Basically the J14s, J17s, J19s, and J22s, along with L87 Onyx, were all in one big group. J2 Granny was, characteristically, way ahead on her own, and the J16s were trailing several miles behind. Within the large group, just J17 Princess Angeline with calf J53 and J28 Polaris with calf J54 were a little further offshore. And in this case, "a little further offshore" mean between 100-200 yards, which other days most definitely gets classified as "close"!

The "offshore whales" from left to right: J54, J28, and J17

While of course it's a treat to have the whales pass within a few dozen yards of the shoreline at any point in time, I especially love it when it happens early in the morning or late in the day, during those special times that are the golden hours for a photographer. I just love those backlit blows at sunset!

Of course the lighting can also be pretty crazy, especially when you're shooting right into the setting sun! But I love these shots.

On several occasions recently when multiple J-Pod sub-groups get together, I've noticed there seems to be a Young Boys' Club among the juvenile males from the different matrilines. J47 Notch, at age six, is always right at the center of it, and he surfaced right in front of me for my favorite shot of the night:

A freighter wake was hitting the shoreline right as these boys passed, and it seemed like they were enjoying lunging through the surf.

J49 T'ilem I'nges, who for so long was the baby of J-Pod, is now four years old. This summer it seems like he's being allowed to wander away from mom for the first time, and he's just loving it. Forgive my anthropomorphism, but he seemed thrilled to be able to hang out in the "big kids" group!

Tail slap from J49 T'ilem I'nges

I usually watch whales from directly in front of the Lime Kiln Lighthouse. On this day I was at the south end of the park to watch them approach, which had the added benefit of getting to see (and photograph) them as they passed the lighthouse.

Even though I wasn't on my usual rock, whenever the whales are this close I still have to climb down right to the water's edge, no matter where I am. Special thanks to Jason for capturing these moments of me in my element!

Me with J38 Cookie

The conditions were too perfect not to make a run for the boat and catch up with them again further north. (Note: when we left Lime Kiln, the J16s were still to the south heading south, but they would later follow the rests of Js north too.) When we caught up the large group near Open Bay, they were still in a playful, social mood, and the breaches continued!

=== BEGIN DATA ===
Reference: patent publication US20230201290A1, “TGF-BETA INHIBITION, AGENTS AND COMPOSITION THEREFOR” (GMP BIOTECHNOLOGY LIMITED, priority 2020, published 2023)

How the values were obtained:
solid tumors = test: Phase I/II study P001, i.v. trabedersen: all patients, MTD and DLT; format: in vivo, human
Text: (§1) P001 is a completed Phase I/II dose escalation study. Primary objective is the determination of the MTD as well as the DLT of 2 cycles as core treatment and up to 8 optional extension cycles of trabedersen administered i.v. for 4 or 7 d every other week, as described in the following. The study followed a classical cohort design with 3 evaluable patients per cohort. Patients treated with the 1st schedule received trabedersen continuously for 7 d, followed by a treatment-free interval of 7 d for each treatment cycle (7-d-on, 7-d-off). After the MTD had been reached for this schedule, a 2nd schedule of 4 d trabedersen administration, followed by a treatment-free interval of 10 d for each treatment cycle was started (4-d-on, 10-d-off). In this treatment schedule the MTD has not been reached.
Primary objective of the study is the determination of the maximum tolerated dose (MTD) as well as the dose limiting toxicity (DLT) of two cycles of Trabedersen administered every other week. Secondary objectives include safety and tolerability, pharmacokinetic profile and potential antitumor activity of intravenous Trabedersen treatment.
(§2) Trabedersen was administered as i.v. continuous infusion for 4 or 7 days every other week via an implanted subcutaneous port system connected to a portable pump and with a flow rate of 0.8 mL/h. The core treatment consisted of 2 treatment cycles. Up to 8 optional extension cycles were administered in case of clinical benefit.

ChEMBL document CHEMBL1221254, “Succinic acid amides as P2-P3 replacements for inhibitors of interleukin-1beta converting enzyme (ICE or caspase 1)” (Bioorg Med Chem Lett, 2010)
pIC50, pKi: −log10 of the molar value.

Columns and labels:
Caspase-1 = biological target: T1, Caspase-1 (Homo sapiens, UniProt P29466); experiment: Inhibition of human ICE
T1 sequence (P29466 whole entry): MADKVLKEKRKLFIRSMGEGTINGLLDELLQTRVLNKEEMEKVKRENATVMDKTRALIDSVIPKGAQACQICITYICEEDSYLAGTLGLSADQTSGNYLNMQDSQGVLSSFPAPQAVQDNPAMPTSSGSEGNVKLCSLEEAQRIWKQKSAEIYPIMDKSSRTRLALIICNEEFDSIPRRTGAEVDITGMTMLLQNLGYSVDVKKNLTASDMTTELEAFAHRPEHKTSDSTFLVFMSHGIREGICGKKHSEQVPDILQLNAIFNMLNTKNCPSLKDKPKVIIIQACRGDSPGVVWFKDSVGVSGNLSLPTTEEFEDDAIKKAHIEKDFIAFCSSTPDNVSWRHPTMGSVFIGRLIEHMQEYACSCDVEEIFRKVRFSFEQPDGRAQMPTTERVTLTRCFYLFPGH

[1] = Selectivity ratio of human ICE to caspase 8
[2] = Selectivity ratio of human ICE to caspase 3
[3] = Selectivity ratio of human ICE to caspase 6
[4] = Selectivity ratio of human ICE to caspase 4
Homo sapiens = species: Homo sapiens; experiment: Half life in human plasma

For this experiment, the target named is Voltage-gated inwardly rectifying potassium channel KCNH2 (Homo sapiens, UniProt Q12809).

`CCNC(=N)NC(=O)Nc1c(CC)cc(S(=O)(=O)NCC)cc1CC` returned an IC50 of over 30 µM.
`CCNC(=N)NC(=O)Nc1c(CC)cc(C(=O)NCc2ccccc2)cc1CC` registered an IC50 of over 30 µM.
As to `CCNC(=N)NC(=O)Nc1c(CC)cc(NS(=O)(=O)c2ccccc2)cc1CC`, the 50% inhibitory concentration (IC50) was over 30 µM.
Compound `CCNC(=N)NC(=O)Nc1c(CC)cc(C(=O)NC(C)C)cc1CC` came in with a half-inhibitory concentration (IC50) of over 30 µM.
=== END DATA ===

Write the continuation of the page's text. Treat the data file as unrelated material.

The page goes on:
After heading right into Open Bay, they continued north right against the shoreline of Henry Island. At times it was hard to even see them against the rocks, and some of their breaches looked precariously close to the rocks, though I'm sure that was just our perspective!

L87 Onyx kelping off Henry Island - almost hard to see his dorsal fin against the rocks!

The whales continued to hug the shoreline as they passed Henry Island

Breach really close to the rocks!
Just north of Kellett Bluffs, some of the whales pulled a little bit further offshore, and we stuck with them while the main group continued close to the island. It was awesome to see L87 Onyx, who is so often out a mile or more away from the rest of the whales, in close and socializing with the others. At this time he was with J34 Doublestuf.

It was great to see the often lonesome L87 Onyx in with the other whales getting some social time

 I'm not sure if I've ever seen Onyx breach before, but he did once on this night, and it was an impressive sight!

Huge breach by L87 Onyx

All too soon it was getting dark and was time for us to leave. We got one last look as the whales continued north into the dimming light near Spieden Island.

It can be easy to overuse words like "epic" when talking about whale encounters. Of course every sighting is memorable in its own way, getting to see these fascinating, gigantic creatures in the wild. But epic - meaning " heroic or grand in scale or character" or "particularly impressive or remarkable" certainly fits for my encounter with J-Pod on the evening of July 13th.

Saturday, July 9, 2016

July 7-9: 3 Days of Js

After being gone about three weeks, members of J-Pod finally returned to inland waters on July 3rd. They zoomed north, and have alternated between spending some time at the mouth of the Fraser River and doing laps on around the San Juans. Until July 7th, it was just the J2s and J19s (plus L87) here, a total of 10 whales. I caught up with them a couple times, including on the evening of July 6th as they made their way north past Lime Kiln towards Turn Point. Off Stuart Island, they stopped and had a good old-fashioned "cuddle puddle", as after traveling for a while they all grouped up, rested at the surface, and rolled around together for about 10 minutes.

The only whale not included in the mix was L87 Onyx, who for whatever reason stayed well offshore of the socializing whales. He did participate in some playful behavior, however, by throwing a couple of inverted tail slaps.

L87 Onyx

As they continued north again, little J51 Nova kept up the friskiness, doing several tail slaps and cartwheels.